BOFIT Viikkokatsaus / BOFIT Weekly Review 2022/19

The latest batch of forecasts released in April and May see the Russian economy contracting by roughly 10 % over the course of this year or continuing partly into next year. Most forecasters expect the recovery in GDP to begin only in 2024. Due to large discounts on Urals-grade crude oil in recent months, Russian forecasts see relatively little increase in the average oil price this year compared to 2021 (Bank of Russia expects 9 % higher oil prices, while Russia’s economy ministry sees an increase of 20 %).

According to the CBR and World Bank, Russia’s total imports should drop by about a third this year, while the IMF expects a decline by about a quarter. The CBR and IMF see the volume of Russian exports falling by a fifth this year, while the World Bank’s forecast, which includes announced import bans on oil & gas and a considerable drop in Russia’s other exports, says the decline could be as much as a third.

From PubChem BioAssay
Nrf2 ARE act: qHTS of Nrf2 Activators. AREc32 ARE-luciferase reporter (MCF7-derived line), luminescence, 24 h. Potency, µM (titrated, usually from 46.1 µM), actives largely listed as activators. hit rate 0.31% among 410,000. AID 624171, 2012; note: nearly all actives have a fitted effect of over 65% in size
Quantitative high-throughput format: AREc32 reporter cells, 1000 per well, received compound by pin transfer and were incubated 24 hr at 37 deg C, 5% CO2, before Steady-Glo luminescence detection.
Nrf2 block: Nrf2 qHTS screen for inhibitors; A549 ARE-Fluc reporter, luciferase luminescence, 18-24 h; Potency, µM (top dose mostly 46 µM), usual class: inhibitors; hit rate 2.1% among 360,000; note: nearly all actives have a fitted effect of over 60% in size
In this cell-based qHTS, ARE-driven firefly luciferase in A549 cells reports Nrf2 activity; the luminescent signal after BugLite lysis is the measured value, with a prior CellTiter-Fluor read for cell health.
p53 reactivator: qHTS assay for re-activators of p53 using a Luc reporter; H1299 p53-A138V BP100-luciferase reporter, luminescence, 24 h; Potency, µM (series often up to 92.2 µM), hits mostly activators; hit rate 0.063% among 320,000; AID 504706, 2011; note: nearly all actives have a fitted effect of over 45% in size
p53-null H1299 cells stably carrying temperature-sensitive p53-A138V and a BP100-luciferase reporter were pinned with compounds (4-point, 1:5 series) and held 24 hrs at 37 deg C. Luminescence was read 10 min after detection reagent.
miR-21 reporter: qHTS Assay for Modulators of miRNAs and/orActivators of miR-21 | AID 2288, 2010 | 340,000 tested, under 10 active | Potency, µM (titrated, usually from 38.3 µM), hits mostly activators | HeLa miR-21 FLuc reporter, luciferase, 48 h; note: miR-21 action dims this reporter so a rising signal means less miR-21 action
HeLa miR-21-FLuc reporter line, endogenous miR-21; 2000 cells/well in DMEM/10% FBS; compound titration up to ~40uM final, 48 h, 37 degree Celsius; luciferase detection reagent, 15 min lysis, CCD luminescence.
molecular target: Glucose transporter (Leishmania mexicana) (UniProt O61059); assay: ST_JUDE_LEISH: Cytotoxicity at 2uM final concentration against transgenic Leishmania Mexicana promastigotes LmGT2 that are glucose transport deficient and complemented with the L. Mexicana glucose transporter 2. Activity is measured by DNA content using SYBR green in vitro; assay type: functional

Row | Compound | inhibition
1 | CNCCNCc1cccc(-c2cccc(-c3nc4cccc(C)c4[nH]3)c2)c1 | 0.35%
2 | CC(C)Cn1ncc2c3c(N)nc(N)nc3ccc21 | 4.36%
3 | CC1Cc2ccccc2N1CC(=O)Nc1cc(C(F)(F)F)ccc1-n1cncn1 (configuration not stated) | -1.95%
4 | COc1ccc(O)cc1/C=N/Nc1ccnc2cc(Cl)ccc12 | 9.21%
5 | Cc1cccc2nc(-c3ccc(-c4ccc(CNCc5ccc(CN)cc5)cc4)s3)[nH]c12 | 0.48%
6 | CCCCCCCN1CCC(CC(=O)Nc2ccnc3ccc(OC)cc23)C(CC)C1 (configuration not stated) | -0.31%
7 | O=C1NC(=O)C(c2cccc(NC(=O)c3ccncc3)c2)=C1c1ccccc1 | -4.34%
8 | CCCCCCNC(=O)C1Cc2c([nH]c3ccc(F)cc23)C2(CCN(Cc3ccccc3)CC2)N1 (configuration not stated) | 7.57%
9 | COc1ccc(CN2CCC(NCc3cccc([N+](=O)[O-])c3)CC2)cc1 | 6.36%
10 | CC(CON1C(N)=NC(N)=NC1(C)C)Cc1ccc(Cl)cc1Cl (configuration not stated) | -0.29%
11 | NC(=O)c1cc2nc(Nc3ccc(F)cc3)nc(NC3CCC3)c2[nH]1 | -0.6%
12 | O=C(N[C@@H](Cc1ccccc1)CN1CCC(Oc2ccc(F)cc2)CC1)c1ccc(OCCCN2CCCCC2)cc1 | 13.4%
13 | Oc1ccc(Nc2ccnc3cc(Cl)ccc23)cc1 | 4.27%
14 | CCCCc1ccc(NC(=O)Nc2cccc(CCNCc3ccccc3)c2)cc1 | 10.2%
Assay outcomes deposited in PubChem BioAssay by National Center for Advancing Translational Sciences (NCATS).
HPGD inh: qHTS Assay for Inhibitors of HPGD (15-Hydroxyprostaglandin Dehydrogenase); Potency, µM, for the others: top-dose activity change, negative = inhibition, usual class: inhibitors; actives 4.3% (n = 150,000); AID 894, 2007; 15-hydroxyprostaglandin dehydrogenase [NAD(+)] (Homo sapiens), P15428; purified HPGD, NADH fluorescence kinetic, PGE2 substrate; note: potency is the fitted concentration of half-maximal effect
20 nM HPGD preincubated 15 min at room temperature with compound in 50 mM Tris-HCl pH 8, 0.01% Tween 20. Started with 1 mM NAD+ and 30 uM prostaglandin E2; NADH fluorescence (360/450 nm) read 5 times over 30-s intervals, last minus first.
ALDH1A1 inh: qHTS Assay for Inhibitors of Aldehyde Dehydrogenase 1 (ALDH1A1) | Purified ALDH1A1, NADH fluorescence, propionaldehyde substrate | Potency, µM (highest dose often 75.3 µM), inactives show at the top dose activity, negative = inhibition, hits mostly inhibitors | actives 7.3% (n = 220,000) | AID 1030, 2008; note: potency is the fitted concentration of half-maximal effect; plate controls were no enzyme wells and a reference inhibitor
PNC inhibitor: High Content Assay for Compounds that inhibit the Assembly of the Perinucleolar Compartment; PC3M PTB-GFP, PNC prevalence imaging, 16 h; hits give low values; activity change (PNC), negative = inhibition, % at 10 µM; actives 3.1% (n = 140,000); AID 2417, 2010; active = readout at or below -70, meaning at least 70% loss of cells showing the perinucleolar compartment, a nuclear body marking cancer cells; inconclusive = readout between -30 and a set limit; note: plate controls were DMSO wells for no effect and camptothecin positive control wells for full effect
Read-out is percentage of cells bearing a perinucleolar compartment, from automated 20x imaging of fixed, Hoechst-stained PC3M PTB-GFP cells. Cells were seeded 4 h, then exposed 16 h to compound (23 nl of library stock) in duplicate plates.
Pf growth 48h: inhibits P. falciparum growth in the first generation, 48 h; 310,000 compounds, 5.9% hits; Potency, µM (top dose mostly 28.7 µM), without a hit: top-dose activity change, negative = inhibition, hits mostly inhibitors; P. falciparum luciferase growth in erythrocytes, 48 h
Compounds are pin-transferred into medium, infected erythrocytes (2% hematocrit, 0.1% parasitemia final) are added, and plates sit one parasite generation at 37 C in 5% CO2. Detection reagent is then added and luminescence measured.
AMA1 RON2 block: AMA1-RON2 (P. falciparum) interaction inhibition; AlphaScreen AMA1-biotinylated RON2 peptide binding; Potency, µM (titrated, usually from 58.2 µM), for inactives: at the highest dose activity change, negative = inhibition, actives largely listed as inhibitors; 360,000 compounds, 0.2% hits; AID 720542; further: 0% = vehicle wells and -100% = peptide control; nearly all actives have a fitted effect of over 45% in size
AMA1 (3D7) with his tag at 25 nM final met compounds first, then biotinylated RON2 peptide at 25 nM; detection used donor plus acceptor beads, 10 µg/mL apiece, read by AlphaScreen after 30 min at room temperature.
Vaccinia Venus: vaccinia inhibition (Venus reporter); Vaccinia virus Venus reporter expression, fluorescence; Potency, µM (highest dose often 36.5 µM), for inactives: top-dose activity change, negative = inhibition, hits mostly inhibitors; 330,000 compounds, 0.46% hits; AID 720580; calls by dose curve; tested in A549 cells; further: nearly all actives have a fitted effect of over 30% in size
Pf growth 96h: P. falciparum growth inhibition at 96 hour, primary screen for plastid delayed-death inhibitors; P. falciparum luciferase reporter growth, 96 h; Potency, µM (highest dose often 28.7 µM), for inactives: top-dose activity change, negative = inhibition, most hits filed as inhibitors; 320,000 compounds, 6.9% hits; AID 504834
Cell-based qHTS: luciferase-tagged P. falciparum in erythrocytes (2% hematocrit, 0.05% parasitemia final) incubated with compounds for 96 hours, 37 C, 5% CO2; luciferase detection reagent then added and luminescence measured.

Household consumption is expected to fall by about 10 % this year (CBR and World Bank). Inflation, which erodes household purchasing power and dampens consumption, is widely expected to average about 20 % this year and continue next year at 7−10 % (CBR) or even more rapidly at 13−14 % (IMF and World Bank). Fixed investment is generally expected to fall by nearly a fifth this year.

Forecasters at the IMF and World Bank expect Russia’s government budget spending to rise significantly this year (although inflation will swallow the increase) and a turn of budget balance into deficit. Depending on budget revenue expectations, this year’s budget deficit could be limited to about 2 % of GDP (World Bank), or plunge to around 4 % of GDP if, among other things, the government goes ahead with proposed tax breaks (IMF).

Few forecasts include predictions of unemployment. The consensus forecast compiled by the CBR expects the unemployment rate to climb this year to nearly 8 %, while the IMF sees unemployment exceeding 9 %.

Recent forecasts see Russian GDP contracting substantially this year and Russian imports falling sharply


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